01 December 2000
When an English church looked for a clean-water project to support in 1983, no one knew how far it would lead, writes Ann Rignall.
Lee H Hamilton, head of the Woodrow Wilson centre in Washington DC, has won international acclaim for his work in foreign affairs--but he equally values what he can do for ordinary people, discovers Robert Webb.
Kemal Kurspahic was editor-in-chief of 'Oslobodjenje' during the siege of Sarajevo and is the author of 'As long as Sarajevo exists', 1997. In 1999-2000 he was a Senior Fellow at the United States Institute of Peace, Washington, DC, working on a new book on the role of the media in the Balkans' war and peace.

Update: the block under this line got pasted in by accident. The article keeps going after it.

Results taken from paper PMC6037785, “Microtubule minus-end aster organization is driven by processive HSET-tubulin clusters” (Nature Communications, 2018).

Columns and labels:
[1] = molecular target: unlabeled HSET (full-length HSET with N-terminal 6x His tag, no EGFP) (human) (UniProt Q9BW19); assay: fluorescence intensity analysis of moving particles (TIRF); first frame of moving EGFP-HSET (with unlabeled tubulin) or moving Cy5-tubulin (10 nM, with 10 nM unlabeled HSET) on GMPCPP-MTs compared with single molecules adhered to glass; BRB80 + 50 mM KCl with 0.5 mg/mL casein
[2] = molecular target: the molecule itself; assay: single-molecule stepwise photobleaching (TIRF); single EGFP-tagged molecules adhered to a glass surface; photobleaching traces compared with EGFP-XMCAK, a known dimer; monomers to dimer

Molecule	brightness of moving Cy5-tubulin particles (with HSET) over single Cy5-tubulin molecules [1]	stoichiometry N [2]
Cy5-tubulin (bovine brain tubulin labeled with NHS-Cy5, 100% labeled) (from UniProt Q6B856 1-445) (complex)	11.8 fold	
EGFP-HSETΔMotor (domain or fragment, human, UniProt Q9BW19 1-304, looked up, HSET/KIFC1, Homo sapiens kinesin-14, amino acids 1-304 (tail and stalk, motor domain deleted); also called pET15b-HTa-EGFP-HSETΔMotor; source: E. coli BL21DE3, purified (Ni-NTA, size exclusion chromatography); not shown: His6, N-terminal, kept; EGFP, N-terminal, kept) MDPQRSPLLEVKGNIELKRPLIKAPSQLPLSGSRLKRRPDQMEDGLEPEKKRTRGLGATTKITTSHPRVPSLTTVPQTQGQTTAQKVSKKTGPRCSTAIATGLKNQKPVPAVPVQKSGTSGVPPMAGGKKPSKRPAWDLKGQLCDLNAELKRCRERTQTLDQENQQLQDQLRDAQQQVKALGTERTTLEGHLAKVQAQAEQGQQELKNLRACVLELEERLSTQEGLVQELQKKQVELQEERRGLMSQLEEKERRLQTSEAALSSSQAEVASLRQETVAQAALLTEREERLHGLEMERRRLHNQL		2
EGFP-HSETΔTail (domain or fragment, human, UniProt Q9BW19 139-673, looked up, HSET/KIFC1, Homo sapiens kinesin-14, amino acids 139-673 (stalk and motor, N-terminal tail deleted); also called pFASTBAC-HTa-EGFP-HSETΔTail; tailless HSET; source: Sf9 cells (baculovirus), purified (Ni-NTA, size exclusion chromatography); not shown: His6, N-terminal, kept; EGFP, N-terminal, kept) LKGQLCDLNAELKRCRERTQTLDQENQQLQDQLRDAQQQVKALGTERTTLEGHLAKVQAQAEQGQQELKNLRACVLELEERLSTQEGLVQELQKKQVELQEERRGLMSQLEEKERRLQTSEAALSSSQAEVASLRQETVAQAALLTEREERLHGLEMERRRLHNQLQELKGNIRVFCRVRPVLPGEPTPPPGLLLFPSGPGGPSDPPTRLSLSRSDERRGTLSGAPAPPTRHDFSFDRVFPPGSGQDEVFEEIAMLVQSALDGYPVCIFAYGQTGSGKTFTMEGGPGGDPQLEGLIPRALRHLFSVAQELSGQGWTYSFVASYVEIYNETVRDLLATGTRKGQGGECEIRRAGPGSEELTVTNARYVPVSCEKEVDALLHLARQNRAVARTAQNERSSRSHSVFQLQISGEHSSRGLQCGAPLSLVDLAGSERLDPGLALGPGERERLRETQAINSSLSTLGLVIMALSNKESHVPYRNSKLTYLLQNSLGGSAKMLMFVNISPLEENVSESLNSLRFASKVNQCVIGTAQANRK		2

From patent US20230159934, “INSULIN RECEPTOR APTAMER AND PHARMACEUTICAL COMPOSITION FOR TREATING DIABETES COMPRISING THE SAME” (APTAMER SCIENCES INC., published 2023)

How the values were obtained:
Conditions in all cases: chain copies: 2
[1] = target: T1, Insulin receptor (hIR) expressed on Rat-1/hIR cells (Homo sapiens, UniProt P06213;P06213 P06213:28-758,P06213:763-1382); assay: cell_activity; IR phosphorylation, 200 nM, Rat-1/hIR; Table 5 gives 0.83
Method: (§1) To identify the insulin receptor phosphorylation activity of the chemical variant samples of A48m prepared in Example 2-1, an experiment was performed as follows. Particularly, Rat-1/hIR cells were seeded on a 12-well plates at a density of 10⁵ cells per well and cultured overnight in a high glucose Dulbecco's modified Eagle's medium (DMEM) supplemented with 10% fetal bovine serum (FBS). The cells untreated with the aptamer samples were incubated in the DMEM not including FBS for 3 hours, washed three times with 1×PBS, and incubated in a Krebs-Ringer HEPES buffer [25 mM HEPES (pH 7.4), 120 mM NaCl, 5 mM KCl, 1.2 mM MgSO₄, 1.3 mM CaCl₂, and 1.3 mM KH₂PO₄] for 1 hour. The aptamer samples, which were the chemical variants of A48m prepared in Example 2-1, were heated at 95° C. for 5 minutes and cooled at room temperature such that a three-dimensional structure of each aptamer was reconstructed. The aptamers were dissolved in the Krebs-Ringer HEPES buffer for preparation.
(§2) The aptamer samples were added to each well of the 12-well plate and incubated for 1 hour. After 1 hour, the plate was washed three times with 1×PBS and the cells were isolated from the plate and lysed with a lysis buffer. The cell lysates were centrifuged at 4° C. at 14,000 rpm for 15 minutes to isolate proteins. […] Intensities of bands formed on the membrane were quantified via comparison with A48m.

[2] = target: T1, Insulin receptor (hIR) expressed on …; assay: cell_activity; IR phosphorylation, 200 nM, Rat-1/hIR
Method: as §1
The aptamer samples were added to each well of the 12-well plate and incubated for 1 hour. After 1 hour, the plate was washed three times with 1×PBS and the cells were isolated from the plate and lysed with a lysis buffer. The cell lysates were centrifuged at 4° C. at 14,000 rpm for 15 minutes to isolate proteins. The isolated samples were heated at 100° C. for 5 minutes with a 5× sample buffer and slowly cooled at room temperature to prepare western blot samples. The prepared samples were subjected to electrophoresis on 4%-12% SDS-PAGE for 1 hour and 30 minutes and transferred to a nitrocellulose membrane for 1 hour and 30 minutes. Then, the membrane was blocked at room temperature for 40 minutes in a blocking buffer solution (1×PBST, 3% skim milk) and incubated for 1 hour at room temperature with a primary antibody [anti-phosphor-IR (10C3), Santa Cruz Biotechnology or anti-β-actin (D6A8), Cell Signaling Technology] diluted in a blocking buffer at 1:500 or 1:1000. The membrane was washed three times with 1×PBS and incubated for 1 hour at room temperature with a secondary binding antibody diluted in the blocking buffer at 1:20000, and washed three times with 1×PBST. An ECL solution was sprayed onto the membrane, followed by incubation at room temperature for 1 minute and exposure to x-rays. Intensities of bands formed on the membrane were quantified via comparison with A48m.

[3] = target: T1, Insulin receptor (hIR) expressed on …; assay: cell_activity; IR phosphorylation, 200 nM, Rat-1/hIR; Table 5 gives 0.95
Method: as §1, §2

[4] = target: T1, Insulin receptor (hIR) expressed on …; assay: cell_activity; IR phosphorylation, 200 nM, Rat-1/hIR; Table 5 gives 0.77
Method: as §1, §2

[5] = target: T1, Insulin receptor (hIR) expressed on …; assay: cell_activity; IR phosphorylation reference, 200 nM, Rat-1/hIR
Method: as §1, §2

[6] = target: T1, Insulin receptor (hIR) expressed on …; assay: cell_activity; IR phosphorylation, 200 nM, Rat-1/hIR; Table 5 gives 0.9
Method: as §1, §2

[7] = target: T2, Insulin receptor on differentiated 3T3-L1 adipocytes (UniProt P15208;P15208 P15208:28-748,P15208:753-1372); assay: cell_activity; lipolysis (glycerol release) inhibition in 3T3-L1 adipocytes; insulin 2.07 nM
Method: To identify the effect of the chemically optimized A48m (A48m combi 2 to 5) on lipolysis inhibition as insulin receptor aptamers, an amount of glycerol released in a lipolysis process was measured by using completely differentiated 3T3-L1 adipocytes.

This bold grandmother compares her latest move - a call for a UN World Day of At-One-Ment - to a dandelion seed. 'I keep blowing hopefully in different directions and ask God to bless the thought which he put in my head until it finds fertile soil.'
Alexander and Natalie Pinchook describe their work with Tsentr Deystvie (CentreAction) to help Belorussians cope with the aftermath of Chernobyl.
Five years after the Dayton peace agreement, Michael Smith visits the Bosnian capital Sarajevo to attend an international media conference.
Catherine Guisan-Dickinson reads two books which express diametrically opposed views of European union.